The Tsarnaevs, Welfare, and the Boston Herald
The tabloid reports that Tamerlan received welfare. What to do about it?
The Boston Herald knew it had something good on its hands when it learned that Tamerlan Tsarnaev received welfare benefits until 2012. The paper just isn’t sure exactly what that something was. Here are the facts as the paper reported them:
State officials confirmed last night that Tsarnaev, slain in a raging gun battle with police last Friday, was receiving benefits along with his wife, Katherine Russell Tsarnaev, and their 3-year-old daughter. The state’s Executive Office of Health and Human Services said those benefits ended in 2012 when the couple stopped meeting income eligibility limits. Russell Tsarnaev’s attorney has claimed Katherine – who had converted to Islam – was working up to 80 hours a week as a home health aide while Tsarnaev stayed at home.
It’s a good scoop, in that it undoubtedly provides a fuller picture of the financial situation Tsarnaev, his wife, and his child faced in recent years. Of course, the Herald’s not reporting that the Tsarnaev’s didn’t qualify for the benefits. So what it says about our state’s welfare policies and how this revelation ought to color our impressions of them is … a bit less clear. But the Herald is willing to take some guesses. Let’s take a look at some of the feisty tabloid’s theories:
“The news raises questions over whether Tsarnaev financed his radicalization on taxpayer money.” As Esquire’s Charlie Pierce asks, “How exactly would ‘taxpayer money’ have financed his ‘radicalization”? By helping him pay his electric bill and his cable company so he could stay on line and watch crazy YouTube videos?” But hey, you know, maybe taxpayer money helped him purchase persuasive material that drove him toward terrorism. How should taxpayers address the loophole that allowed this? Should the state invest in a Delorian, do some time travel, then come back and implement a rule that excludes all future terrorists from receiving benefits? Sure, let’s all agree that this would be awesome, and it’d probably prevent some terrorist attacks. Until it’s possible, should we just eliminate our welfare program, given we have no way to screen for whether its beneficiaries will someday become criminals? We suspect we know the Boston Herald’s answer to that question …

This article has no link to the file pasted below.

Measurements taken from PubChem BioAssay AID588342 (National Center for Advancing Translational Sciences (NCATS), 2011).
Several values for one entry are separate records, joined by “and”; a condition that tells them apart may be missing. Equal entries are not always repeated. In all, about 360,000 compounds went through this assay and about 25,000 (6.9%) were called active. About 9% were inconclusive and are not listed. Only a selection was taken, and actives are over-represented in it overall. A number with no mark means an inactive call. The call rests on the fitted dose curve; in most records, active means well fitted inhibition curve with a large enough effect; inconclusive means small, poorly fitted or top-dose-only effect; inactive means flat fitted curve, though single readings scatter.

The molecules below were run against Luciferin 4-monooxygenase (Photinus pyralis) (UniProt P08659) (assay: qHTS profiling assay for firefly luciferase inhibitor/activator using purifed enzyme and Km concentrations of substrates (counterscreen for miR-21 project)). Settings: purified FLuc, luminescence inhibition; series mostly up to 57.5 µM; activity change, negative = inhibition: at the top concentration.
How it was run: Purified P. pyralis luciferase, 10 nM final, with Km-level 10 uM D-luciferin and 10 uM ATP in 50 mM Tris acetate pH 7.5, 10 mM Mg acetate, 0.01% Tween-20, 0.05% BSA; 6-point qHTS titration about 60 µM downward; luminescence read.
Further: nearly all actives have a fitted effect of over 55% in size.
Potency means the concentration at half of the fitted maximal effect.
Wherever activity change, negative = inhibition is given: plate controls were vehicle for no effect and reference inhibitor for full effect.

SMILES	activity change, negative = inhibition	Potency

Of course, the Herald article notes that the FBI received warnings about Tsarnaev in the years he received benefits. Maybe we didn’t need a time-travel machine. Shouldn’t we have stopped giving him money at that point, you’re left to wonder. Only if we expect welfare administrators to exclude people on the mere suspicion that they’re bad guys, which doesn’t seem like a great legal standard.
The bombings are “the grim
results of [Gov. Patrick's] beloved immigration and welfare policies.” That one comes from
Waldorf the Muppet Howie Carr, whose follow-up column stomps, confused and Bowser-like, around the issues but never quite makes his complaint clear. If he means to say that terrorism follows naturally from Massachusetts welfare policies, he seems to think it’s a self-evident point because he fails to argue for how or why.
“What nerve!” The third point, expressed in their cover headline, is simpler, one we can all get behind. “Mastermind of bomb terror hated us … but took our money.” Yes, it does require some nerve to take taxpayers’ money before murdering and maiming a lot of taxpayers. Though … dare we say this point is a bit obvious? On the scale of nervy things done by the Tsarnaev brothers, taking taxpayer money before bombing a crowd of people ranks somewhat lower than, uh, bombing that crowd of people in the first place. We already had some sense that these were nervy guys, and they did a lot of enragingly nervy things. Acting thankless for the benefits our government gave them is surely one of them. But we suspect the Herald’s unstated purpose here wasn’t to make readers more angry at the Tsarnaevs, but rather, to fit the words “tax-payer funded,” “welfare” and “terrorist” into the same sentences as often as possible, no matter how directionless were the words that came between them.